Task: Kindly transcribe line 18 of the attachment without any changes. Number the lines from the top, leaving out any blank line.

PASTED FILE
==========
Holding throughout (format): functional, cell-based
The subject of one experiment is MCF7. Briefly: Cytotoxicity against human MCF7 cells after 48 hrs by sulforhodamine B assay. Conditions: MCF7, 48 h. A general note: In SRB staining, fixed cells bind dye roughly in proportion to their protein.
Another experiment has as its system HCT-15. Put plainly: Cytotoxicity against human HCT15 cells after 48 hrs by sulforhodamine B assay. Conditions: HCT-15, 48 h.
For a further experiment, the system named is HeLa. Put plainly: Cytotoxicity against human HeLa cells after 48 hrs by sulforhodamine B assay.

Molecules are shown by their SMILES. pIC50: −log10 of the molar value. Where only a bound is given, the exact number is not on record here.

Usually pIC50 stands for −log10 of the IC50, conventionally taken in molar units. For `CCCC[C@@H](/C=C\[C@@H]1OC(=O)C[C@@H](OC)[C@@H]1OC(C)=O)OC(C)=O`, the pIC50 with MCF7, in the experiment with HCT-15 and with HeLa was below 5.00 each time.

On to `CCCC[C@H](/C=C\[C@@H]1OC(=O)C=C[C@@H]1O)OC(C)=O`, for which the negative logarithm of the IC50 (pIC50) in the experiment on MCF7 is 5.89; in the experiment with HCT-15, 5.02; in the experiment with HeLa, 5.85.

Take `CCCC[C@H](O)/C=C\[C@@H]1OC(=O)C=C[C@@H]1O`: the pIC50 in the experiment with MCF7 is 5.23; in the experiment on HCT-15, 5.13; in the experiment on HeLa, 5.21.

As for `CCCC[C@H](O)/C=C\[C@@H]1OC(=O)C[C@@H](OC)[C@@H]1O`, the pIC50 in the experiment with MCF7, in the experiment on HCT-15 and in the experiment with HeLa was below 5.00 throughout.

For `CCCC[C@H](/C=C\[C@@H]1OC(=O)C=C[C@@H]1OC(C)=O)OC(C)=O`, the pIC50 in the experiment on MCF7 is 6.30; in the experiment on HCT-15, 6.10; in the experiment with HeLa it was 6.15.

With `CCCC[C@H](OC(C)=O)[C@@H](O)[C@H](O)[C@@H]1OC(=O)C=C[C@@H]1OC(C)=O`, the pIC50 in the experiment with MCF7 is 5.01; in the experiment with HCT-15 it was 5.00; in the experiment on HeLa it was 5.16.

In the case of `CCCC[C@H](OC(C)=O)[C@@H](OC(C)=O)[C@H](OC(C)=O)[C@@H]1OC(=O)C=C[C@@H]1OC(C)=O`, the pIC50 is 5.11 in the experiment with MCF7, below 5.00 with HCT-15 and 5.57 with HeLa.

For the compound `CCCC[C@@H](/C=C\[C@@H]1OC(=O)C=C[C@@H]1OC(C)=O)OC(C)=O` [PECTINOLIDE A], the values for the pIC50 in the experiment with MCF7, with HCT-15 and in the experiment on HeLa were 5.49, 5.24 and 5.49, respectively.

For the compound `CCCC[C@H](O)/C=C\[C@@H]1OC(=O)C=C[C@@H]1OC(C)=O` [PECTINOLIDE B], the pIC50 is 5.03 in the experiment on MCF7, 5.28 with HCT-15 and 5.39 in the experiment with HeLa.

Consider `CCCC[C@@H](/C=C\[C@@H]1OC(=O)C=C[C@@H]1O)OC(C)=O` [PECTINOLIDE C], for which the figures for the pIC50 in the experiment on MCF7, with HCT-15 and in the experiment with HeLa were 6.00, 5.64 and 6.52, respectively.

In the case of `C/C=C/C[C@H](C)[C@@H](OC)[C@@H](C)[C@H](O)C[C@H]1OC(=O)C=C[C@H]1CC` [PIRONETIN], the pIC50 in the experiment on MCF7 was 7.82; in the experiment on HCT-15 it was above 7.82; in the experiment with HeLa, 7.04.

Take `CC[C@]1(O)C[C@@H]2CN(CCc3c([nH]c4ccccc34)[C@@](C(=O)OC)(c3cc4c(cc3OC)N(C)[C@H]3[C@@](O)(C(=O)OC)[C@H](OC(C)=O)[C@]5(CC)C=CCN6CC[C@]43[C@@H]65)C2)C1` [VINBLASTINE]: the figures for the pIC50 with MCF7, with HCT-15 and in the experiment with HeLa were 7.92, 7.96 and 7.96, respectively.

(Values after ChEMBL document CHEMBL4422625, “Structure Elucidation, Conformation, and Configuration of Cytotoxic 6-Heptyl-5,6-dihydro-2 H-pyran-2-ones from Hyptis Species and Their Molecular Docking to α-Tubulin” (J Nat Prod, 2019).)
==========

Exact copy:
(Values after ChEMBL document CHEMBL4422625, “Structure Elucidation, Conformation, and Configuration of Cytotoxic 6-Heptyl-5,6-dihydro-2 H-pyran-2-ones from Hyptis Species and Their Molecular Docking to α-Tubulin” (J Nat Prod, 2019).)